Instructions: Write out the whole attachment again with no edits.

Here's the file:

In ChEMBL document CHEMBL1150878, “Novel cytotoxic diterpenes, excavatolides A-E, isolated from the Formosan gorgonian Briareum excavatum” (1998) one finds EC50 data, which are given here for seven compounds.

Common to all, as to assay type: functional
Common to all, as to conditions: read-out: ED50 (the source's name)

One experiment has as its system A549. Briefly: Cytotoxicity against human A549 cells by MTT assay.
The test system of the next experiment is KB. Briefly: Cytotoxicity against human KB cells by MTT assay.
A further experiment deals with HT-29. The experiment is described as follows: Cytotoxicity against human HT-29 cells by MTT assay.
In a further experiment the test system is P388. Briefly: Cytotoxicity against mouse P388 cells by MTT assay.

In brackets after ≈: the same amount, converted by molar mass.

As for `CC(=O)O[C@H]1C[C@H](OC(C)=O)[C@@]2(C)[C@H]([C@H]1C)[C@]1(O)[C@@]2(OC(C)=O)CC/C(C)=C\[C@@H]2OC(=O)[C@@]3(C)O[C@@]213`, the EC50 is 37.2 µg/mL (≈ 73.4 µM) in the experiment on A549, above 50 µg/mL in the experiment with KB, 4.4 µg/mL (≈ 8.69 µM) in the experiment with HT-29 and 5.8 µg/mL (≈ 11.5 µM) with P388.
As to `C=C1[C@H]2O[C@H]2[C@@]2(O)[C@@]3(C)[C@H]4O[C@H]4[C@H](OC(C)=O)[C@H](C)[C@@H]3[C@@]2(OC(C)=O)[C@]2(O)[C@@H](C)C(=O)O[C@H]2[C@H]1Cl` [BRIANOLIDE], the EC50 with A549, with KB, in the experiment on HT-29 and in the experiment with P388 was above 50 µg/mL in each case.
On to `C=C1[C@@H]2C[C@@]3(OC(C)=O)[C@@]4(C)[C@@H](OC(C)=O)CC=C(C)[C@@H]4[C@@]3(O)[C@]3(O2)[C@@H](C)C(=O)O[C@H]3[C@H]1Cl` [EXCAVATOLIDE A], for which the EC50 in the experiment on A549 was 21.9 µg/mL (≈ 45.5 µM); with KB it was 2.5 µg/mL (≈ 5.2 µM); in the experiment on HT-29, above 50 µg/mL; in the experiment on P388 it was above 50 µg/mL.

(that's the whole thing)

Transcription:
In ChEMBL document CHEMBL1150878, “Novel cytotoxic diterpenes, excavatolides A-E, isolated from the Formosan gorgonian Briareum excavatum” (1998) one finds EC50 data, which are given here for seven compounds.

Common to all, as to assay type: functional
Common to all, as to conditions: read-out: ED50 (the source's name)

One experiment has as its system A549. Briefly: Cytotoxicity against human A549 cells by MTT assay.
The test system of the next experiment is KB. Briefly: Cytotoxicity against human KB cells by MTT assay.
A further experiment deals with HT-29. The experiment is described as follows: Cytotoxicity against human HT-29 cells by MTT assay.
In a further experiment the test system is P388. Briefly: Cytotoxicity against mouse P388 cells by MTT assay.

In brackets after ≈: the same amount, converted by molar mass.

As for `CC(=O)O[C@H]1C[C@H](OC(C)=O)[C@@]2(C)[C@H]([C@H]1C)[C@]1(O)[C@@]2(OC(C)=O)CC/C(C)=C\[C@@H]2OC(=O)[C@@]3(C)O[C@@]213`, the EC50 is 37.2 µg/mL (≈ 73.4 µM) in the experiment on A549, above 50 µg/mL in the experiment with KB, 4.4 µg/mL (≈ 8.69 µM) in the experiment with HT-29 and 5.8 µg/mL (≈ 11.5 µM) with P388.
As to `C=C1[C@H]2O[C@H]2[C@@]2(O)[C@@]3(C)[C@H]4O[C@H]4[C@H](OC(C)=O)[C@H](C)[C@@H]3[C@@]2(OC(C)=O)[C@]2(O)[C@@H](C)C(=O)O[C@H]2[C@H]1Cl` [BRIANOLIDE], the EC50 with A549, with KB, in the experiment on HT-29 and in the experiment with P388 was above 50 µg/mL in each case.
On to `C=C1[C@@H]2C[C@@]3(OC(C)=O)[C@@]4(C)[C@@H](OC(C)=O)CC=C(C)[C@@H]4[C@@]3(O)[C@]3(O2)[C@@H](C)C(=O)O[C@H]3[C@H]1Cl` [EXCAVATOLIDE A], for which the EC50 in the experiment on A549 was 21.9 µg/mL (≈ 45.5 µM); with KB it was 2.5 µg/mL (≈ 5.2 µM); in the experiment on HT-29, above 50 µg/mL; in the experiment on P388 it was above 50 µg/mL.